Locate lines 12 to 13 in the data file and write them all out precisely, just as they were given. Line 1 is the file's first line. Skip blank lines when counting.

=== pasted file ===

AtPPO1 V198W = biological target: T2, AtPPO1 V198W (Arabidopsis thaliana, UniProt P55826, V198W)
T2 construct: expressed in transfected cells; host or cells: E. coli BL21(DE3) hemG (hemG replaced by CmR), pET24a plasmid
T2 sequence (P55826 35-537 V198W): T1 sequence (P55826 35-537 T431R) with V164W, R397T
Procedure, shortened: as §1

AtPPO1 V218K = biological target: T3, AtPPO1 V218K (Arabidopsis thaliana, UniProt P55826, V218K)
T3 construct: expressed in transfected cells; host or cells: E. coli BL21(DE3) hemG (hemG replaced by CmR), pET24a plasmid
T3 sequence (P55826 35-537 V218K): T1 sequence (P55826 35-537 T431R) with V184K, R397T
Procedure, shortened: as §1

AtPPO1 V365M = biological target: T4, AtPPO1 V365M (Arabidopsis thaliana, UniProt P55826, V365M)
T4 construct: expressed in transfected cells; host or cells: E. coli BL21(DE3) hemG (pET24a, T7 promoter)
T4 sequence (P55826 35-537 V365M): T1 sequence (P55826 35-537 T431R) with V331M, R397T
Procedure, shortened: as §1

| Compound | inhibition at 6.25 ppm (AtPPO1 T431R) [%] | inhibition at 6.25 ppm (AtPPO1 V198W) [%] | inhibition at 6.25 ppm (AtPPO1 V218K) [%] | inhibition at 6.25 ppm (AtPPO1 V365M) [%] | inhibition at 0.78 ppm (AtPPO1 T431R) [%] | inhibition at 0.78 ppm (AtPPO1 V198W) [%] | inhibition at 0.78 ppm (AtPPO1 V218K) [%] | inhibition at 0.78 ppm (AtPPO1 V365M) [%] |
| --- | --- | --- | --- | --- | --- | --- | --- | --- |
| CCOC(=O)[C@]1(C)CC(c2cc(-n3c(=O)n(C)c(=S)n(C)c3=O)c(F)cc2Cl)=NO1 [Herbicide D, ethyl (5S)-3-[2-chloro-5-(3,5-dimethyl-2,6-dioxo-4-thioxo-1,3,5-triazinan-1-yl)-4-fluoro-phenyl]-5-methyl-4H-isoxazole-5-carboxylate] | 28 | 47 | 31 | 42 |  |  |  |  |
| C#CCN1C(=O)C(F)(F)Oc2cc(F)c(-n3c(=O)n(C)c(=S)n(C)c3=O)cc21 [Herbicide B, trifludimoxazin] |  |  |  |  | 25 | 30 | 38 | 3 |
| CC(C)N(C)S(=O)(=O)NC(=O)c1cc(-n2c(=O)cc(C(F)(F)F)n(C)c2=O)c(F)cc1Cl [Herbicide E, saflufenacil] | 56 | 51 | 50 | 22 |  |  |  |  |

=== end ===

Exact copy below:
Procedure, shortened: as §1

| Compound | inhibition at 6.25 ppm (AtPPO1 T431R) [%] | inhibition at 6.25 ppm (AtPPO1 V198W) [%] | inhibition at 6.25 ppm (AtPPO1 V218K) [%] | inhibition at 6.25 ppm (AtPPO1 V365M) [%] | inhibition at 0.78 ppm (AtPPO1 T431R) [%] | inhibition at 0.78 ppm (AtPPO1 V198W) [%] | inhibition at 0.78 ppm (AtPPO1 V218K) [%] | inhibition at 0.78 ppm (AtPPO1 V365M) [%] |